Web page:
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Bulgogi: Korean Marinated Grilled Beef

Mighty Meaty

Bulgogi: Korean Marinated Grilled Beef

Some people like their bulgogi charred; others cook the beef just until it loses it pinkness. Whatever the level of doneness, bulgogi is good if the meat is marinated with the correct ingredients and enough time to allow it to soak up the flavors before grilling.

Bulgogi: Korean Marinated Grilled Beef

A few tips before the recipe.

Choose beef marbled with fat

I know it’s fashionable to choose the leanest cut of meat but if you do that for this dish, you will get dry bulgogi. It is the fat that moistens and tenderizes the beef during cooking. Without it, your bulgogi is doomed.

So, choose a cut of meat that is marbled with fat. Our local groceries sell “sukiyaki cut” and “yakiniku cut” beef and, most times, they are just the right thickness and the meat is marbled generously with fat.

If you can’t get similar cuts from your local grocery or your neighborhood butcher, buy a good cut of beef (bottom round is recommended) in one piece, freeze for two to three hours or just until firm enough to slice thinly across the grain—no more than a quarter inch thick.

What kind of grill is best?

A charcoal grill will give you the best flavors and aroma but with such small pieces of meat, it’s tricky to keep the beef slices from falling between the slats and into the charcoal. I prefer a stovetop grill or even a heavy skillet like cast iron.

Grill over high heat for the shortest amount of time

With the meat sliced so thinly, it takes a short time for it to cook. Still, the short cooking time must be combined with high heat to sear the meat fast. If you cook the beef over low or medium heat, it will steam and that will ruin the texture of the dish.

Won’t the beef burn over high heat? If your beef slices aren’t so thin and you’re worried that the beef will not get cooked through after it has seared, you may lower the heat a bit after searing and continue cooking the beef until done.

What to do with the marinade

Some cooks grill the beef with the marinade; others do not. I don’t cook the beef with the marinade. If you find it wasteful to throw out the flavorful liquid in which the meat has soaked, you may give the marinade a quick boil and serve it as a dipping sauce.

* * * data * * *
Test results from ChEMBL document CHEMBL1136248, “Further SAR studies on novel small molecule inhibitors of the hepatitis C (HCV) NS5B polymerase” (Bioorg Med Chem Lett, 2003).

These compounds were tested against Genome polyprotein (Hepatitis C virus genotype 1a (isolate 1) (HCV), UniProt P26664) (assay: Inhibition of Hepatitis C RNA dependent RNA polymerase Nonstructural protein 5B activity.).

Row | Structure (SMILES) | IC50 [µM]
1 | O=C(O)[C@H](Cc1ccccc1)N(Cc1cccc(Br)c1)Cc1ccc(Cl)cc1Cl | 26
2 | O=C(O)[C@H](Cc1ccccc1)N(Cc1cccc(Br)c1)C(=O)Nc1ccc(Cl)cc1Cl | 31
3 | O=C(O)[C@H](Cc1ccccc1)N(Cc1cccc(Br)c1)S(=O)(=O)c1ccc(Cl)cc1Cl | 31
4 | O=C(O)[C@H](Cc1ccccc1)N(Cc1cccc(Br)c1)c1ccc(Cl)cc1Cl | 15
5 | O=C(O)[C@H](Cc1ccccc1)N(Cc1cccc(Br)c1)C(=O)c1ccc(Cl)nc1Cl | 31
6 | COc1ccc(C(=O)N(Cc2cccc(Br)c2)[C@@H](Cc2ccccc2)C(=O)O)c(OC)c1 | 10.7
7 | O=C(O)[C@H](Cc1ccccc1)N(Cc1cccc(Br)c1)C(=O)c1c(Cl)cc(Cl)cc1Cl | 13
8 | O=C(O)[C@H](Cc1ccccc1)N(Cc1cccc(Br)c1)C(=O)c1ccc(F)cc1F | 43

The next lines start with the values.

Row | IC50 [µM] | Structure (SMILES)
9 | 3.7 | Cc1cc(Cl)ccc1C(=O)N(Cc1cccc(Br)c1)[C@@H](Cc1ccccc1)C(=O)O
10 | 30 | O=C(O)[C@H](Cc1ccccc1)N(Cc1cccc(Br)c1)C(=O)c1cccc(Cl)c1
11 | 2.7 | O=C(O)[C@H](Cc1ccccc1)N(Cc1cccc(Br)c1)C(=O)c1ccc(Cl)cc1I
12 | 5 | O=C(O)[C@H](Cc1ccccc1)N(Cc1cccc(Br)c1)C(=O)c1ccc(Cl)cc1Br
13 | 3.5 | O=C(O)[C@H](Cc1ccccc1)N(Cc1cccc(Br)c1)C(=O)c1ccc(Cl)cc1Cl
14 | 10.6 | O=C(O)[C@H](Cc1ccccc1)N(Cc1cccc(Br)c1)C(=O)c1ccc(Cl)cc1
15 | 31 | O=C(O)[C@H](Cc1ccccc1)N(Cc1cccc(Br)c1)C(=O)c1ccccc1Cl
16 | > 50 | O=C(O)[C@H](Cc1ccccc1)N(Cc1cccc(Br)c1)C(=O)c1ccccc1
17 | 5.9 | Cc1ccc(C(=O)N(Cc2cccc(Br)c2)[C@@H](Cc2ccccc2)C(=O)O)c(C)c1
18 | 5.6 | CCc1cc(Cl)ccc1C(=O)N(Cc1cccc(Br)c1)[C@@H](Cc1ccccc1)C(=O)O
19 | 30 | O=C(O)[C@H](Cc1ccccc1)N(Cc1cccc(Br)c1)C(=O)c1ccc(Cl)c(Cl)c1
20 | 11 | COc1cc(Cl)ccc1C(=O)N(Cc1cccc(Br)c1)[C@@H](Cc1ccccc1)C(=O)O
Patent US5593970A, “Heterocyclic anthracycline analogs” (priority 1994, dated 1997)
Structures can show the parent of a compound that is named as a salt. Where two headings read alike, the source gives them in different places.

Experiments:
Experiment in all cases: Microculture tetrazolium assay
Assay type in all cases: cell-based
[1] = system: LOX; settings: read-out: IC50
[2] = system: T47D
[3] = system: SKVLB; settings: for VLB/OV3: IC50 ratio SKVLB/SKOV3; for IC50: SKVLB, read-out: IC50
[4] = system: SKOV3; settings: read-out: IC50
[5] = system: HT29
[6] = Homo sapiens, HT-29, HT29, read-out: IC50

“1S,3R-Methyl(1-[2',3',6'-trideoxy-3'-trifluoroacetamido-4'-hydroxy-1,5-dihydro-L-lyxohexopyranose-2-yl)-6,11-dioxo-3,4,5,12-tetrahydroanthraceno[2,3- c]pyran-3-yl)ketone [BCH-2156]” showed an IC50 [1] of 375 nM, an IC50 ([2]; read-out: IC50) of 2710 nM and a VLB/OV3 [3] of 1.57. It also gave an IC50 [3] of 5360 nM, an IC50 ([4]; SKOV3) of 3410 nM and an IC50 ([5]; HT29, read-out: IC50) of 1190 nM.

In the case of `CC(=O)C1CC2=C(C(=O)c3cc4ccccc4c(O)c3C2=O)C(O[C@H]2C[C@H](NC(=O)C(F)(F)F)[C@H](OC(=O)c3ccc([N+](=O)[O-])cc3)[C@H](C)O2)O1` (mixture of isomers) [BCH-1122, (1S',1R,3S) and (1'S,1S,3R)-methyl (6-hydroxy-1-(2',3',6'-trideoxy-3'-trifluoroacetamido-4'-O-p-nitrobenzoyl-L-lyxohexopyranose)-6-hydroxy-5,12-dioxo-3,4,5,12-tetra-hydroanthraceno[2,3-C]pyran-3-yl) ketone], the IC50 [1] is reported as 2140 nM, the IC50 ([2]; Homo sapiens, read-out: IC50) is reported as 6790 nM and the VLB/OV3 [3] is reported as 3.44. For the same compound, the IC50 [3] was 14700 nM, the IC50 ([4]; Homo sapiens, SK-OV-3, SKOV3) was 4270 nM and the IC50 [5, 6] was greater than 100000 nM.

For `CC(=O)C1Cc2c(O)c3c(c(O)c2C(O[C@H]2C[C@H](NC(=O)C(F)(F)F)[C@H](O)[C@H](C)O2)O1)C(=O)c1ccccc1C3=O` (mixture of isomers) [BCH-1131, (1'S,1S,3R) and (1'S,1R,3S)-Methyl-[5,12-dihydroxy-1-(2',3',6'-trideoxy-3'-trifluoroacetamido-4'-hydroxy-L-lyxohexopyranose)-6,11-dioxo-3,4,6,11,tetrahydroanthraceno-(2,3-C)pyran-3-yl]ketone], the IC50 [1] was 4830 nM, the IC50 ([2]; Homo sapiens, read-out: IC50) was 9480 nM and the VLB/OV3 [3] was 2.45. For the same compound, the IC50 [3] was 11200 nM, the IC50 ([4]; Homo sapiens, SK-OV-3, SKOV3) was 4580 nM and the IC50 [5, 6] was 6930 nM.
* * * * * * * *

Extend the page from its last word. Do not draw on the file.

Bulgogi: Korean Marinated Grilled Beef
Prep Time
10 mins
Cook Time
7 mins
Total Time
17 mins
Servings: 3
Author: Connie Veneracion
  • 500 grams thinly sliced beef marbled with fat, please!
  • 1 small carrot peeled and cut into thin strips
  • 1 small onion peeled and thinly sliced
  • 4 to 5 scallions cut into two-inch lengths
For the marinade
  • 4 tablespoons soy sauce
  • 2 tablespoon brown sugar
  • 1 tablespoon rice wine
  • 1/4 teaspoon grated garlic
  • 1/4 teaspoon grated ginger
  • 1 bird's eye chili finely chopped
  • 1/4 Asian pear grated
  • 1/2 teaspoon sesame seed oil
To serve
  1. Cut the beef slices into strips about an inch wide. Place in a bowl with the vegetables.

  2. Stir together all the ingredients for the marinade. Pour over the beef and vegetables. Cover the bowl and leave to marinate in the fridge for at least six hours or overnight.

  3. Heat your grill or skillet. Optionally, brush with oil.

  4. Drain the beef and vegetables. Spread on the hot grill or skillet and cook until the underside is nicely browned, about two to three minutes. Using a wide spatula, scoop and flip to brown the opposite side for about two minutes. Stir around for another minute or two to make sure that the beef is cooked through.

  5. Sprinkle the bulgogi with toasted sesame seeds before serving.

Recipe Notes
The traditional way to serve bulgogi is to provide a plate of lettuce leaves. Each diner places a small amount of bulgogi on a leaf, wrap it and eat it. If the lettuce wrapping is not to your taste, simply serve the bulgogi with hot rice.

Bulgogi: Korean Marinated Grilled Beef

Cook, crafts enthusiast, photographer (at least, I'd like to think so!), researcher, reviewer, story teller and occasional geek. Read more about me, the cooks and the name of the blog.

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